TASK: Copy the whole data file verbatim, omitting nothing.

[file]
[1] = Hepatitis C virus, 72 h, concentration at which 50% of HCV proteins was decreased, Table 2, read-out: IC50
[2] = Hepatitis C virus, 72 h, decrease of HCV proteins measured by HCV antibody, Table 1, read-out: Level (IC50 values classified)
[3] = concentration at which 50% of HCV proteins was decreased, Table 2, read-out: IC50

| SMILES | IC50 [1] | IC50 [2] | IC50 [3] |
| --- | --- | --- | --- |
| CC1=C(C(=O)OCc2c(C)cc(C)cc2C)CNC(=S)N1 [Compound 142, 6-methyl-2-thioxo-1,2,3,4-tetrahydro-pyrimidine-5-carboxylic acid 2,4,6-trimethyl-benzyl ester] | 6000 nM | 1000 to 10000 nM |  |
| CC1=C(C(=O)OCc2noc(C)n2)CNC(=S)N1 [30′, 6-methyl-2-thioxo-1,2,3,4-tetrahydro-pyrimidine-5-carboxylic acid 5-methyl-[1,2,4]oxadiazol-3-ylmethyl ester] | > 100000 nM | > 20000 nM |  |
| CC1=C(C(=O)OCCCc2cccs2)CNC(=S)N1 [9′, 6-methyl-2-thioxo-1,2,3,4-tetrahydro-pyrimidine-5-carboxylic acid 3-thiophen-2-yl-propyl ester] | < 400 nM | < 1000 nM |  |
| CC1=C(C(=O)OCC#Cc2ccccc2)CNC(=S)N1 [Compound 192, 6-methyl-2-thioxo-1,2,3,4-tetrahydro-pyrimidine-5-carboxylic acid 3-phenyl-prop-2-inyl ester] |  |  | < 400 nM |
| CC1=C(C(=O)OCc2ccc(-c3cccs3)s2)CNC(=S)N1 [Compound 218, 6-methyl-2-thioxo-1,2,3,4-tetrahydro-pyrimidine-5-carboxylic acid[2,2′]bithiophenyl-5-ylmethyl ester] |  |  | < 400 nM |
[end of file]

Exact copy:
[1] = Hepatitis C virus, 72 h, concentration at which 50% of HCV proteins was decreased, Table 2, read-out: IC50
[2] = Hepatitis C virus, 72 h, decrease of HCV proteins measured by HCV antibody, Table 1, read-out: Level (IC50 values classified)
[3] = concentration at which 50% of HCV proteins was decreased, Table 2, read-out: IC50

| SMILES | IC50 [1] | IC50 [2] | IC50 [3] |
| --- | --- | --- | --- |
| CC1=C(C(=O)OCc2c(C)cc(C)cc2C)CNC(=S)N1 [Compound 142, 6-methyl-2-thioxo-1,2,3,4-tetrahydro-pyrimidine-5-carboxylic acid 2,4,6-trimethyl-benzyl ester] | 6000 nM | 1000 to 10000 nM |  |
| CC1=C(C(=O)OCc2noc(C)n2)CNC(=S)N1 [30′, 6-methyl-2-thioxo-1,2,3,4-tetrahydro-pyrimidine-5-carboxylic acid 5-methyl-[1,2,4]oxadiazol-3-ylmethyl ester] | > 100000 nM | > 20000 nM |  |
| CC1=C(C(=O)OCCCc2cccs2)CNC(=S)N1 [9′, 6-methyl-2-thioxo-1,2,3,4-tetrahydro-pyrimidine-5-carboxylic acid 3-thiophen-2-yl-propyl ester] | < 400 nM | < 1000 nM |  |
| CC1=C(C(=O)OCC#Cc2ccccc2)CNC(=S)N1 [Compound 192, 6-methyl-2-thioxo-1,2,3,4-tetrahydro-pyrimidine-5-carboxylic acid 3-phenyl-prop-2-inyl ester] |  |  | < 400 nM |
| CC1=C(C(=O)OCc2ccc(-c3cccs3)s2)CNC(=S)N1 [Compound 218, 6-methyl-2-thioxo-1,2,3,4-tetrahydro-pyrimidine-5-carboxylic acid[2,2′]bithiophenyl-5-ylmethyl ester] |  |  | < 400 nM |